Well, guess what? They got a strong director and a perfect cast, and they took the script, cut the original ending off, and made it better. As a result, the film is one of the best debut films I've ever seen, marking Sam Mendes as a major new film voice. He's the latest in the grand tradition of enfants terribles from the theater world making the jump with from stage to screen with real flair. Some people would argue that Kenneth Branagh's HENRY V was just such an announcement, but I would say Mendes is far more promising as a filmmaker. AMERICAN BEAUTY is one of those rare films that nimbly blends jet black comedy, brutal character drama, and surreal stylistic touches with a sure hand, never fumbling the formula, never letting any one flavor overwhelm the whole.

The film is, first and foremost, a showcase for one of the finest performances I've seen from the gifted Kevin Spacey. Ever since I first saw this guy on TV's WISEGUY, I've been interested. He's had standout moments before -- GLENGARRY GLEN ROSS, THE USUAL SUSPECTS, SE7EN, LA CONFIDENTIAL, THE REF -- but this is the one where he puts it all together. This is the absolute pinnacle of film acting. Scene after scene, moment after moment, this is defining work, hypnotic and true. Lester Burnham is totally real at the beginning of the movie, an average man who finds himself dissatisfied with all of it... his job, his relationships with his wife and daughter, his body, his car. The film uses voice-over exceptionally well, and it reminded me of both SUNSET BOULEVARD and ELECTION in equal measure. It's not wall-to-wall in the film, but when it's used, it's really moving.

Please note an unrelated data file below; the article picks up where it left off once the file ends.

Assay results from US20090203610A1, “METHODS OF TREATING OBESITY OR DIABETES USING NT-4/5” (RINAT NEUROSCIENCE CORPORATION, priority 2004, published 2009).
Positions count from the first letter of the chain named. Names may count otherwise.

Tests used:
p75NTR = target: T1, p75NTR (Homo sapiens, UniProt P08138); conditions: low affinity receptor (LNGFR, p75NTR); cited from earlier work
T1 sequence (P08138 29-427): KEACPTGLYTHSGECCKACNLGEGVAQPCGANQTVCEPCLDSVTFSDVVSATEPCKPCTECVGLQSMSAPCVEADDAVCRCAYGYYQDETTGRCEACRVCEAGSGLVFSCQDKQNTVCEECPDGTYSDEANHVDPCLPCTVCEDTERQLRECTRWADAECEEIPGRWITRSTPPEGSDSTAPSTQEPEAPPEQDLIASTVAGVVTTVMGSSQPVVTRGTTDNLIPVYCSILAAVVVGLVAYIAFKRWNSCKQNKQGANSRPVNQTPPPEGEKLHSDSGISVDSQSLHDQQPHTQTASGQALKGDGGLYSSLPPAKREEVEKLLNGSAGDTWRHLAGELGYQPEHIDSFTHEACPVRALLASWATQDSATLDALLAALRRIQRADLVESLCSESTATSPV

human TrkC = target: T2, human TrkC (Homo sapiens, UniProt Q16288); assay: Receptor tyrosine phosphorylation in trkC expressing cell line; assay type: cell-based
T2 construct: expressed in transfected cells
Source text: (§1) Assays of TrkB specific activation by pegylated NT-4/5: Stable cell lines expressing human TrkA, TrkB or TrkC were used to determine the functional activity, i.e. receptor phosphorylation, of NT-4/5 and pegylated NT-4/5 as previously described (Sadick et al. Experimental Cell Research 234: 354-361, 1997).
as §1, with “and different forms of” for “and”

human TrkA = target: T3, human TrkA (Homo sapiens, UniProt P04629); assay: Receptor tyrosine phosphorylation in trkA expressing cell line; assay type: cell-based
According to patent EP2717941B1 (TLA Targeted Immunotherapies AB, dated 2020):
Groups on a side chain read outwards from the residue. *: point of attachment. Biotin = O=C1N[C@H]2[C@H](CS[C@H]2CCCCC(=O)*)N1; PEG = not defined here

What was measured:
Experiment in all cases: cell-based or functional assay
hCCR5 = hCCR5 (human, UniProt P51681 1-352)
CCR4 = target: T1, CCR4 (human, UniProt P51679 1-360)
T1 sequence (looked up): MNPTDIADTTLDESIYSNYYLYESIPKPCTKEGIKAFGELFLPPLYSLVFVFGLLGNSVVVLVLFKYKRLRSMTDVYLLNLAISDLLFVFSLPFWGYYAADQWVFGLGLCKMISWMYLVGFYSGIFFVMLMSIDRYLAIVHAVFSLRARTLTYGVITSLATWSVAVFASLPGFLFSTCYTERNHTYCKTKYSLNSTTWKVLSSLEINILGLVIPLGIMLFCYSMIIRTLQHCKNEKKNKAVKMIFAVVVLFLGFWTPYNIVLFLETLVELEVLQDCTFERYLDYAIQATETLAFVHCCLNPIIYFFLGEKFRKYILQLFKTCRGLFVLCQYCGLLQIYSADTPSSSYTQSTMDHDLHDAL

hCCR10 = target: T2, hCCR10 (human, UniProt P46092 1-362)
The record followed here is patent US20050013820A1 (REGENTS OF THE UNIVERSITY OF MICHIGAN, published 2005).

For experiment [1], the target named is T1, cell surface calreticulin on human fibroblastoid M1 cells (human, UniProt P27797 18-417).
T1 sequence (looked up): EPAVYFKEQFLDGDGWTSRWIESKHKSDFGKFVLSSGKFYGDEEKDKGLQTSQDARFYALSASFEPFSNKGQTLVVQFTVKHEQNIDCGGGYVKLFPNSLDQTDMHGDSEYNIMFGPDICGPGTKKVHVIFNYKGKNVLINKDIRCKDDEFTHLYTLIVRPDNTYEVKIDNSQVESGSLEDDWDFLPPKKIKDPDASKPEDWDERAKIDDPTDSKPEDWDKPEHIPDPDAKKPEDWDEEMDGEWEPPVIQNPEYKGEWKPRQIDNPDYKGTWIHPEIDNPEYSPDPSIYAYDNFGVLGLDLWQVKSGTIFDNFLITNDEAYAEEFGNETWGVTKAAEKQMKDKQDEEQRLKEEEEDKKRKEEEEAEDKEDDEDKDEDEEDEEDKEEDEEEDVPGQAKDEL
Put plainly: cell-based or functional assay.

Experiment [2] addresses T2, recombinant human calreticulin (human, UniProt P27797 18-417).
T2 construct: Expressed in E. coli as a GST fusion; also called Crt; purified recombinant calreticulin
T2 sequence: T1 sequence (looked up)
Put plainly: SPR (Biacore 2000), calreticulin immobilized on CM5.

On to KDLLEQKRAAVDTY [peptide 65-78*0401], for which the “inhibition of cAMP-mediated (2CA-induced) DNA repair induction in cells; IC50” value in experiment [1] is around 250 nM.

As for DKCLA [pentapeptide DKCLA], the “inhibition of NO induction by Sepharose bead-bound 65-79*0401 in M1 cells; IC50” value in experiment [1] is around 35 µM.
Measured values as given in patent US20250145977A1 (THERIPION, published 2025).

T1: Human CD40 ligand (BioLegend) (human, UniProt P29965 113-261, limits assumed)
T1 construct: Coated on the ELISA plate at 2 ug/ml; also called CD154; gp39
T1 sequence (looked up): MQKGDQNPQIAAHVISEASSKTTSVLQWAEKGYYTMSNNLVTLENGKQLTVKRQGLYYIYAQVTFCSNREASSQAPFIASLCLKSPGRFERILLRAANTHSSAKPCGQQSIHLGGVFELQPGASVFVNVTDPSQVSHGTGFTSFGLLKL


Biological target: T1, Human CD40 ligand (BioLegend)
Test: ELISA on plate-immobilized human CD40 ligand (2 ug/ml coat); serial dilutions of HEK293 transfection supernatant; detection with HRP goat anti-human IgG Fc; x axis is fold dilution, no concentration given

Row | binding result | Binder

Lester goes through a series of small awakenings in the film, and those awakenings cause him to change, to chase something better, something else. There's no life-changing plane crash here to motor the plot. It's just the little pressures, the little dissatisfactions, all of them finally adding up to something unacceptable. Lester finds himself at a point when he must either break or fight back. Surprising even himself, and to his evident delight, Lester fights back. He decides to live the life that he wants to. He changes everything, but in none of the predictable ways, and it changes everyone around him.